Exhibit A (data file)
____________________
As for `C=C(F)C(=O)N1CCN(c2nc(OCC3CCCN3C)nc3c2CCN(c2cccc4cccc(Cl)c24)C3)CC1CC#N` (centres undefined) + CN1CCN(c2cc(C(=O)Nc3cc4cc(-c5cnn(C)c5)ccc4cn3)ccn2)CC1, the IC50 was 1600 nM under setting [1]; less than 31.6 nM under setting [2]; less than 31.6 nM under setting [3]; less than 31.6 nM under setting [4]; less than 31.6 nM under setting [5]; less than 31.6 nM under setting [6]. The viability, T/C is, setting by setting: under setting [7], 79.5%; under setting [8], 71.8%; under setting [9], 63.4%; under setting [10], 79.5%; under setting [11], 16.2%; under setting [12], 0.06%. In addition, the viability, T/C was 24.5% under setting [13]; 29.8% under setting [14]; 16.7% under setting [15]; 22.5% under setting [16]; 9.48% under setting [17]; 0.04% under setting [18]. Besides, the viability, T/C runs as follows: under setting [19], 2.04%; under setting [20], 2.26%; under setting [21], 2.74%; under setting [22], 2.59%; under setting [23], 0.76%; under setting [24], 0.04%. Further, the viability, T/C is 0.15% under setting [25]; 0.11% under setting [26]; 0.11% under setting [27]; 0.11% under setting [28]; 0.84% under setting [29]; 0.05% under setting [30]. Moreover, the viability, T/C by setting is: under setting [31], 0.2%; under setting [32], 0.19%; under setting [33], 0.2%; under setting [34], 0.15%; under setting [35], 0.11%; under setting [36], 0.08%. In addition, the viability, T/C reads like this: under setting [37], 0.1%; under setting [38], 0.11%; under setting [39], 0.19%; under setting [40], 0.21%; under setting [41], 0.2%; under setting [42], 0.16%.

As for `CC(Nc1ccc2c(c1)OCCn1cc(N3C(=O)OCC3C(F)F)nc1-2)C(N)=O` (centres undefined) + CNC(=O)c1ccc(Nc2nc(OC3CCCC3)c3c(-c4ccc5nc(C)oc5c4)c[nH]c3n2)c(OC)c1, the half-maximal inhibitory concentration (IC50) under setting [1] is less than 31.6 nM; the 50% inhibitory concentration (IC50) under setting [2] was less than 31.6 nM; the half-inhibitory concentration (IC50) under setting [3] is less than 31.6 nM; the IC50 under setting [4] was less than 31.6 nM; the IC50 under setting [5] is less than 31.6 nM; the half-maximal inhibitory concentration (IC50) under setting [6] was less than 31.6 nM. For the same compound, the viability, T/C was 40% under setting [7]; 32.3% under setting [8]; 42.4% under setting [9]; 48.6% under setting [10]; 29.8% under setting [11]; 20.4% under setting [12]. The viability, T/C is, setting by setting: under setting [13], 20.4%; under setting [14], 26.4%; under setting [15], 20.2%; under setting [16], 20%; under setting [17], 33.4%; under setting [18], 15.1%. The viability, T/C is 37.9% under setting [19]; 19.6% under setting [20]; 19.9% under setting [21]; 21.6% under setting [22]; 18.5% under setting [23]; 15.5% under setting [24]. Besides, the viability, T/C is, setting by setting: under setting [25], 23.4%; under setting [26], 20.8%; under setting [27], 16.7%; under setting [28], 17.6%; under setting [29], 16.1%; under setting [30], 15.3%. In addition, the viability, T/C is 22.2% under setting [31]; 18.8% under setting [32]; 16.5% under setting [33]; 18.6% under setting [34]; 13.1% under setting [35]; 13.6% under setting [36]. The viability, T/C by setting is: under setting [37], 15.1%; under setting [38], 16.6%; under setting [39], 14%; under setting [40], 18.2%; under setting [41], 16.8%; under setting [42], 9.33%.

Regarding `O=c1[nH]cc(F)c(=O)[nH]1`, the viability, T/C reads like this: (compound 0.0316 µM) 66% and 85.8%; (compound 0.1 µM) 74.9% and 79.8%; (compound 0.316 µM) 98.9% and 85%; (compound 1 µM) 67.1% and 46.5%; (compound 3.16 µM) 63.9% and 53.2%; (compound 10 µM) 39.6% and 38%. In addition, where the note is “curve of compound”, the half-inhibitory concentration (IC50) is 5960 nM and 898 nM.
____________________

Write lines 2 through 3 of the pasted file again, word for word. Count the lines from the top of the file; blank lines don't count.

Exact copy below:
As for `CC(Nc1ccc2c(c1)OCCn1cc(N3C(=O)OCC3C(F)F)nc1-2)C(N)=O` (centres undefined) + CNC(=O)c1ccc(Nc2nc(OC3CCCC3)c3c(-c4ccc5nc(C)oc5c4)c[nH]c3n2)c(OC)c1, the half-maximal inhibitory concentration (IC50) under setting [1] is less than 31.6 nM; the 50% inhibitory concentration (IC50) under setting [2] was less than 31.6 nM; the half-inhibitory concentration (IC50) under setting [3] is less than 31.6 nM; the IC50 under setting [4] was less than 31.6 nM; the IC50 under setting [5] is less than 31.6 nM; the half-maximal inhibitory concentration (IC50) under setting [6] was less than 31.6 nM. For the same compound, the viability, T/C was 40% under setting [7]; 32.3% under setting [8]; 42.4% under setting [9]; 48.6% under setting [10]; 29.8% under setting [11]; 20.4% under setting [12]. The viability, T/C is, setting by setting: under setting [13], 20.4%; under setting [14], 26.4%; under setting [15], 20.2%; under setting [16], 20%; under setting [17], 33.4%; under setting [18], 15.1%. The viability, T/C is 37.9% under setting [19]; 19.6% under setting [20]; 19.9% under setting [21]; 21.6% under setting [22]; 18.5% under setting [23]; 15.5% under setting [24]. Besides, the viability, T/C is, setting by setting: under setting [25], 23.4%; under setting [26], 20.8%; under setting [27], 16.7%; under setting [28], 17.6%; under setting [29], 16.1%; under setting [30], 15.3%. In addition, the viability, T/C is 22.2% under setting [31]; 18.8% under setting [32]; 16.5% under setting [33]; 18.6% under setting [34]; 13.1% under setting [35]; 13.6% under setting [36]. The viability, T/C by setting is: under setting [37], 15.1%; under setting [38], 16.6%; under setting [39], 14%; under setting [40], 18.2%; under setting [41], 16.8%; under setting [42], 9.33%.

Regarding `O=c1[nH]cc(F)c(=O)[nH]1`, the viability, T/C reads like this: (compound 0.0316 µM) 66% and 85.8%; (compound 0.1 µM) 74.9% and 79.8%; (compound 0.316 µM) 98.9% and 85%; (compound 1 µM) 67.1% and 46.5%; (compound 3.16 µM) 63.9% and 53.2%; (compound 10 µM) 39.6% and 38%. In addition, where the note is “curve of compound”, the half-inhibitory concentration (IC50) is 5960 nM and 898 nM.